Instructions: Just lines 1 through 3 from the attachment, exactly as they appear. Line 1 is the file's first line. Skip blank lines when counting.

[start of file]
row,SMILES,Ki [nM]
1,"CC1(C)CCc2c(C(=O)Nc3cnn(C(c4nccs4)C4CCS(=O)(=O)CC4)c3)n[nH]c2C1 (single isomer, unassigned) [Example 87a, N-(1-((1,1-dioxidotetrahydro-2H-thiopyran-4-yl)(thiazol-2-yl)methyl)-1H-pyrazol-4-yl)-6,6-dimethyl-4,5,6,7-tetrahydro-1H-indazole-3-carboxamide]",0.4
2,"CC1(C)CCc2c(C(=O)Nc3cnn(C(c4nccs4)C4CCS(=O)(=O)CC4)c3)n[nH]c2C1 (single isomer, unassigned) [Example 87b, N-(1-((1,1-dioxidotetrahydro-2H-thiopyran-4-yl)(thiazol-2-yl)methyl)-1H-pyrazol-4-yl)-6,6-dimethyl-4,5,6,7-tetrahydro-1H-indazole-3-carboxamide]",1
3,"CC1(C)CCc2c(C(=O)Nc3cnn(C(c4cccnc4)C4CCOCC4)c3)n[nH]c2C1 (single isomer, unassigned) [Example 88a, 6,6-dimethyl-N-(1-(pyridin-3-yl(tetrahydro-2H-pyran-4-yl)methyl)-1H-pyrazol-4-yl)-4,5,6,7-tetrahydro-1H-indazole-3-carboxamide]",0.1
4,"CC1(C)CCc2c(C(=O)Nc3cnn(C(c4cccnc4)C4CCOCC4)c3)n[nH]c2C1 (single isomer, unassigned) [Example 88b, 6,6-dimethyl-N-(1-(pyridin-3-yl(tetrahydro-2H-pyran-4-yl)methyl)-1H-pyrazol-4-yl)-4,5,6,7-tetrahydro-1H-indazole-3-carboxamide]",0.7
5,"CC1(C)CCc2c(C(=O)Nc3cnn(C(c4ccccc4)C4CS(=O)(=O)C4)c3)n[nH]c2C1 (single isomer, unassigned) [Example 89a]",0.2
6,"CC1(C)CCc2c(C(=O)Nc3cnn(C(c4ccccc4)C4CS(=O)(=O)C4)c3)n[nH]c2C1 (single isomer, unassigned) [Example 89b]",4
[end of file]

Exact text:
row,SMILES,Ki [nM]
1,"CC1(C)CCc2c(C(=O)Nc3cnn(C(c4nccs4)C4CCS(=O)(=O)CC4)c3)n[nH]c2C1 (single isomer, unassigned) [Example 87a, N-(1-((1,1-dioxidotetrahydro-2H-thiopyran-4-yl)(thiazol-2-yl)methyl)-1H-pyrazol-4-yl)-6,6-dimethyl-4,5,6,7-tetrahydro-1H-indazole-3-carboxamide]",0.4
2,"CC1(C)CCc2c(C(=O)Nc3cnn(C(c4nccs4)C4CCS(=O)(=O)CC4)c3)n[nH]c2C1 (single isomer, unassigned) [Example 87b, N-(1-((1,1-dioxidotetrahydro-2H-thiopyran-4-yl)(thiazol-2-yl)methyl)-1H-pyrazol-4-yl)-6,6-dimethyl-4,5,6,7-tetrahydro-1H-indazole-3-carboxamide]",1